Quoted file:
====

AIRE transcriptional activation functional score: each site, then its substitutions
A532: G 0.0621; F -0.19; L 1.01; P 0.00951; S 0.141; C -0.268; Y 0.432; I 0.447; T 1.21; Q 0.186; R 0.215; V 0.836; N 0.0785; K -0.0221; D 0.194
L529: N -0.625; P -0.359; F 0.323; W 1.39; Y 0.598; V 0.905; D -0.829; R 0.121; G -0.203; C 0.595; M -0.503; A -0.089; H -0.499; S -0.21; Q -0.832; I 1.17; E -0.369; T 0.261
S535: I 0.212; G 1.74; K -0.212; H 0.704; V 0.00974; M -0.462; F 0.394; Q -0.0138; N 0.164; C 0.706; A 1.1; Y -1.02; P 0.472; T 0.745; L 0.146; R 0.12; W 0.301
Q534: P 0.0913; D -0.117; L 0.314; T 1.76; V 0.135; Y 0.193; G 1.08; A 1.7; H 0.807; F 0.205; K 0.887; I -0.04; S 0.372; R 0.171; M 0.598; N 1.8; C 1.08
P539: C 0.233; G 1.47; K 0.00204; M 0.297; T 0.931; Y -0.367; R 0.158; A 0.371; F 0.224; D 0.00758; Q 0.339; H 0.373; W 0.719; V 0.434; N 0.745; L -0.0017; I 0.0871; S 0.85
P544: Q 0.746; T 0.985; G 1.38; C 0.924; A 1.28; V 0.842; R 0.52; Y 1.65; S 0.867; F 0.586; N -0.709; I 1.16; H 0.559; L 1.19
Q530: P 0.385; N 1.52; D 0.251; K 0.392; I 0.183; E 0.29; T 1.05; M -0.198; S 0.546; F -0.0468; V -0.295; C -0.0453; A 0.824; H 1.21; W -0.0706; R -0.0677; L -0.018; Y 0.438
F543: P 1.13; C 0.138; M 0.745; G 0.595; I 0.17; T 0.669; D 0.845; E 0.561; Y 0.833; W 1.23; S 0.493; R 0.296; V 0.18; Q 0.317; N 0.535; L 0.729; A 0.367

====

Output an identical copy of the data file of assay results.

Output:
AIRE transcriptional activation functional score: each site, then its substitutions
A532: G 0.0621; F -0.19; L 1.01; P 0.00951; S 0.141; C -0.268; Y 0.432; I 0.447; T 1.21; Q 0.186; R 0.215; V 0.836; N 0.0785; K -0.0221; D 0.194
L529: N -0.625; P -0.359; F 0.323; W 1.39; Y 0.598; V 0.905; D -0.829; R 0.121; G -0.203; C 0.595; M -0.503; A -0.089; H -0.499; S -0.21; Q -0.832; I 1.17; E -0.369; T 0.261
S535: I 0.212; G 1.74; K -0.212; H 0.704; V 0.00974; M -0.462; F 0.394; Q -0.0138; N 0.164; C 0.706; A 1.1; Y -1.02; P 0.472; T 0.745; L 0.146; R 0.12; W 0.301
Q534: P 0.0913; D -0.117; L 0.314; T 1.76; V 0.135; Y 0.193; G 1.08; A 1.7; H 0.807; F 0.205; K 0.887; I -0.04; S 0.372; R 0.171; M 0.598; N 1.8; C 1.08
P539: C 0.233; G 1.47; K 0.00204; M 0.297; T 0.931; Y -0.367; R 0.158; A 0.371; F 0.224; D 0.00758; Q 0.339; H 0.373; W 0.719; V 0.434; N 0.745; L -0.0017; I 0.0871; S 0.85
P544: Q 0.746; T 0.985; G 1.38; C 0.924; A 1.28; V 0.842; R 0.52; Y 1.65; S 0.867; F 0.586; N -0.709; I 1.16; H 0.559; L 1.19
Q530: P 0.385; N 1.52; D 0.251; K 0.392; I 0.183; E 0.29; T 1.05; M -0.198; S 0.546; F -0.0468; V -0.295; C -0.0453; A 0.824; H 1.21; W -0.0706; R -0.0677; L -0.018; Y 0.438
F543: P 1.13; C 0.138; M 0.745; G 0.595; I 0.17; T 0.669; D 0.845; E 0.561; Y 0.833; W 1.23; S 0.493; R 0.296; V 0.18; Q 0.317; N 0.535; L 0.729; A 0.367